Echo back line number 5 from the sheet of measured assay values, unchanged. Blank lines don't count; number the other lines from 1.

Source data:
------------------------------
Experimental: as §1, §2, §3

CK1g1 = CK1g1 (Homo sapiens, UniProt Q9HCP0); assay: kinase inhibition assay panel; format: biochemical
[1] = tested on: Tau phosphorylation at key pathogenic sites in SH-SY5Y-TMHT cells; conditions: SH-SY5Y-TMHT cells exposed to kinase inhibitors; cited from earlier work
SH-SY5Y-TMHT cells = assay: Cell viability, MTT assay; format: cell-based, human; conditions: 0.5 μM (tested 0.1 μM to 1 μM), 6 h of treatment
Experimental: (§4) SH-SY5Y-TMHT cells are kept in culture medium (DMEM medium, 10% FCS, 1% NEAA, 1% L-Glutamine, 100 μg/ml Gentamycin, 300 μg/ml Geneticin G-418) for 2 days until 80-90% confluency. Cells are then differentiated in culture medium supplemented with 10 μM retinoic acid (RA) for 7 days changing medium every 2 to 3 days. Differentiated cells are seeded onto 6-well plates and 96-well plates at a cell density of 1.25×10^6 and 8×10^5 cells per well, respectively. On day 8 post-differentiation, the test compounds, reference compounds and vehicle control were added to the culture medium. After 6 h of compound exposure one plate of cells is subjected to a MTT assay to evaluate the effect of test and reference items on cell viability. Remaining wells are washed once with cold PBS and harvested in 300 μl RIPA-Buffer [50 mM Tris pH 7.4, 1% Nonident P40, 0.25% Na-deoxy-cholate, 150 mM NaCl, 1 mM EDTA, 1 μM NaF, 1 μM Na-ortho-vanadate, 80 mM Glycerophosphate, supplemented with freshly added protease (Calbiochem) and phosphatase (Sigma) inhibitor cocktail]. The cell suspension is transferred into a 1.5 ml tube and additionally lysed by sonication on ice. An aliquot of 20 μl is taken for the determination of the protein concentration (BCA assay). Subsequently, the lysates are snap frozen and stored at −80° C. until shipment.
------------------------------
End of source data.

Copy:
Experimental: (§4) SH-SY5Y-TMHT cells are kept in culture medium (DMEM medium, 10% FCS, 1% NEAA, 1% L-Glutamine, 100 μg/ml Gentamycin, 300 μg/ml Geneticin G-418) for 2 days until 80-90% confluency. Cells are then differentiated in culture medium supplemented with 10 μM retinoic acid (RA) for 7 days changing medium every 2 to 3 days. Differentiated cells are seeded onto 6-well plates and 96-well plates at a cell density of 1.25×10^6 and 8×10^5 cells per well, respectively. On day 8 post-differentiation, the test compounds, reference compounds and vehicle control were added to the culture medium. After 6 h of compound exposure one plate of cells is subjected to a MTT assay to evaluate the effect of test and reference items on cell viability. Remaining wells are washed once with cold PBS and harvested in 300 μl RIPA-Buffer [50 mM Tris pH 7.4, 1% Nonident P40, 0.25% Na-deoxy-cholate, 150 mM NaCl, 1 mM EDTA, 1 μM NaF, 1 μM Na-ortho-vanadate, 80 mM Glycerophosphate, supplemented with freshly added protease (Calbiochem) and phosphatase (Sigma) inhibitor cocktail]. The cell suspension is transferred into a 1.5 ml tube and additionally lysed by sonication on ice. An aliquot of 20 μl is taken for the determination of the protein concentration (BCA assay). Subsequently, the lysates are snap frozen and stored at −80° C. until shipment.